Colorado bill aims to fine ICEholes who block charging spots


2019 Chevrolet Bolt EV at Whole Foods, Frisco, Colorado

2019 Chevrolet Bolt EV at Whole Foods, Frisco, Colorado

As one of the top states in the nation for electric-car sales, Colorado hopes to do something about charging problems.

In the state's General Assembly, the House passed a bill on Friday to fine drivers who park non-electric cars in any electric-car charging space $150, statewide. The bill is now headed to the state Senate.

As electric cars, and especially Teslas, have become more popular, charging infrastructure has not kept up. With more than 1.1 million electric cars on the road in the U.S., and just over 51,000 public chargers, there are now more cars per public charging station than there were two years ago, placing higher demand on the chargers. 

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At the same time, as the number and visibility of electric cars and chargers expands, so has the backlash against them by drivers of conventional cars, who see the number of available parking spaces that aren't reserved diminishing, and may perceive the EV drivers who use them as privileged and wealthy enough to buy Teslas, or at least new cars.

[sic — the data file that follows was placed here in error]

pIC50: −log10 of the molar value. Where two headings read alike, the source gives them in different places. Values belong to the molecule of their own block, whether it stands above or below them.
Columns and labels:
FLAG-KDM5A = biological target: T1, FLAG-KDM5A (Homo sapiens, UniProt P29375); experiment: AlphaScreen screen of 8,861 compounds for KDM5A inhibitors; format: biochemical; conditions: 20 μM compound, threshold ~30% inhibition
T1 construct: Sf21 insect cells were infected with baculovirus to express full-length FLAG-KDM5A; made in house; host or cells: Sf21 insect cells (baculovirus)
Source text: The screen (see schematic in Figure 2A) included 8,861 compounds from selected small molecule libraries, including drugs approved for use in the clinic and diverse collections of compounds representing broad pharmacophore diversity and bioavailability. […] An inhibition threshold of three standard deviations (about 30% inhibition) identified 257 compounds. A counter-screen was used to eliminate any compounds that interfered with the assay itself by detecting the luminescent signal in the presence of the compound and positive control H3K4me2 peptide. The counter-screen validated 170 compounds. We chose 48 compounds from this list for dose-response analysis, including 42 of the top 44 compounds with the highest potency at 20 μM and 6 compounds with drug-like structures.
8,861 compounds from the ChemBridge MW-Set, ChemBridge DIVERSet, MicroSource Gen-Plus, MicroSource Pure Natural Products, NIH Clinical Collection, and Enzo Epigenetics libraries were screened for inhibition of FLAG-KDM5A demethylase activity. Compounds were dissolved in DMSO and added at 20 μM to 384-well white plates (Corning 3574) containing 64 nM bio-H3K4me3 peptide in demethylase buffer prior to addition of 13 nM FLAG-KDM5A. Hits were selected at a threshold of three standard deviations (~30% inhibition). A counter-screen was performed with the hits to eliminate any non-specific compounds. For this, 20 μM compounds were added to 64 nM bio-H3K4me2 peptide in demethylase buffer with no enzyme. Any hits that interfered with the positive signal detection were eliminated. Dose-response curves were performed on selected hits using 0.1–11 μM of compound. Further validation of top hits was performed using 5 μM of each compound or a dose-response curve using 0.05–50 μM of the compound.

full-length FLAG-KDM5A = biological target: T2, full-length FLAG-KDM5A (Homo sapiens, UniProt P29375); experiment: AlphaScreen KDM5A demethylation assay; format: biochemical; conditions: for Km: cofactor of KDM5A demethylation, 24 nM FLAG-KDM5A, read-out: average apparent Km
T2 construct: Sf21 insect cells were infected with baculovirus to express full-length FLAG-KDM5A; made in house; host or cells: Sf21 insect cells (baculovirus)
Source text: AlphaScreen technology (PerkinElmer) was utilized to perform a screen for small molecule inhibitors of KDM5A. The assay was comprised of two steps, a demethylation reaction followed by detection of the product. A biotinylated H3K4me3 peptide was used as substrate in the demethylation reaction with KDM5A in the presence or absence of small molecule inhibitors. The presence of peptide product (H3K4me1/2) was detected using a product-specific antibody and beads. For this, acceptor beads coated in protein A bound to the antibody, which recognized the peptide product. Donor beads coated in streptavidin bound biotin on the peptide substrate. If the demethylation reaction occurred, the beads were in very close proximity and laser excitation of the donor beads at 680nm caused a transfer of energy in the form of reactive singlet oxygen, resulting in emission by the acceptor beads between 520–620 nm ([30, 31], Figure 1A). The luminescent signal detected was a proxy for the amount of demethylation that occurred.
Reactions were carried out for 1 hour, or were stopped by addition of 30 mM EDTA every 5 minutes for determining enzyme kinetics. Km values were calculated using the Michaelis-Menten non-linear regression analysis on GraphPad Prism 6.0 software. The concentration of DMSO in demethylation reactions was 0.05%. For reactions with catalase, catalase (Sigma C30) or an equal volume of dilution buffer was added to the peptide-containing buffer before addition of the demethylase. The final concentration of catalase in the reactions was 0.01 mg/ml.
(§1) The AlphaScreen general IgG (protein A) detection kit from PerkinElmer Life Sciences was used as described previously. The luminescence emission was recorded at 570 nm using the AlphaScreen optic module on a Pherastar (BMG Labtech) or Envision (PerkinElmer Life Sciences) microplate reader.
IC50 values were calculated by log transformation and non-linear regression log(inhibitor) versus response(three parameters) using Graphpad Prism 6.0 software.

In some cases, charge points have been blocked conspicuously by gas guzzlers, such as large pickups. In other cases, drivers of gas cars seem oblivious or indifferent to the needs of EV drivers who may not be able to get home without charging. 

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"This is a change in how people fuel,” said Margaret-Ann Leavitt, vice president of marketing for National Car Charging, a Denver retailer that sells EV chargers told the Colorado Sun. “I would never park my car at a gas station and walk away. That’s essentially what they’re doing."

The House bill was sponsored by Aurora state Rep. Jovan Melton and Adams County state Sen. Kevin Priola.

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One challenge is that electric-car charging spaces are often situated in prime parking spots near building entrances to malls and stores. Other drivers might be less likely to block spaces that require a longer walk. Charging network operators, however, are often limited in where they can site chargers, because of the hefty power they require, which often runs out of nearby buildings. Trenching to the far corners of a parking lot can make installing any chargers less cost-effective.

The bill will next head to the State Senate where, if passed, it can be sent to the governor's desk.

 
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